One might begin to wonder why the sight-size method is so popular and widely used considering its limitations. It is used, I believe, simply because the results are satisfying to so many, and because it is so easy to teach. By contrast, teachers of the comparative method work outside a clearly defined mechanical process and must rely more on knowledge and experience when training their students. Students of the comparative method are sometimes slower to reach the point of consistently accurate results because they are also working outside the safe and enclosed parameters of the mechanical, sight-size process, but reap greater benefits. Students of sight-size actually have to think less to achieve their results. For example, finding correct proportions, using the sight-size method, happens automatically. If the student using sight-size has measured and transferred points correctly, the drawing will be accurate in its proportions without the student even having thought about it. However, students drawing comparatively must find correct proportions by making numerous comparisons and corrections until the correct proportions are arrived at. What students of the comparative method ultimately gain by working this way, in addition to the ability to draw and paint accurately, is the ability to work independently, thoughtfully and naturally. That is in itself of immeasurable value to an artist.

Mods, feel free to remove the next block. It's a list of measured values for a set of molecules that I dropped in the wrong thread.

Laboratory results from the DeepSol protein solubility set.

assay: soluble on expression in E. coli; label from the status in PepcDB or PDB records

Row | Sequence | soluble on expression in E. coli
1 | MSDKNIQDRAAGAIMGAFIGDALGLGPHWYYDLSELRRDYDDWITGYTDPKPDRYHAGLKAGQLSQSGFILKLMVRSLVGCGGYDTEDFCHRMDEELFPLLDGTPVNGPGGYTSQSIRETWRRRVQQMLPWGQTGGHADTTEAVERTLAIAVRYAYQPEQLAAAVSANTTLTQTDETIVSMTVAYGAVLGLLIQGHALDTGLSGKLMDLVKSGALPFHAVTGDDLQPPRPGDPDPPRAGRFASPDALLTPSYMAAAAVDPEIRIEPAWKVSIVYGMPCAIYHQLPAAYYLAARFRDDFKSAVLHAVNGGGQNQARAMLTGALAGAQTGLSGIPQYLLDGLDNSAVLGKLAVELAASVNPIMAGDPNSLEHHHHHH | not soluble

All students, without exception, enter school with an almost desperate desire to improve their drawing skills. It is no surprise, then, that they are usually thrilled with the results of their sight-size efforts. Their drawings improve rapidly as they get more comfortable with the method and soon they may be consistently producing accurate, lifelike images. Their great satisfaction with this superficial accuracy can delay, sometimes forever, the realization that the mechanical method used to obtain those results is far more craft than art. Students of the sight-size method also risk forming the idea that a high degree of accuracy is a measure of success, or far worse, a measure of quality. Students need to understand and be constantly reminded that technical accuracy and the ability to precisely copy a subject is not art, but that those skills can be of great service to them on their path towards creating it.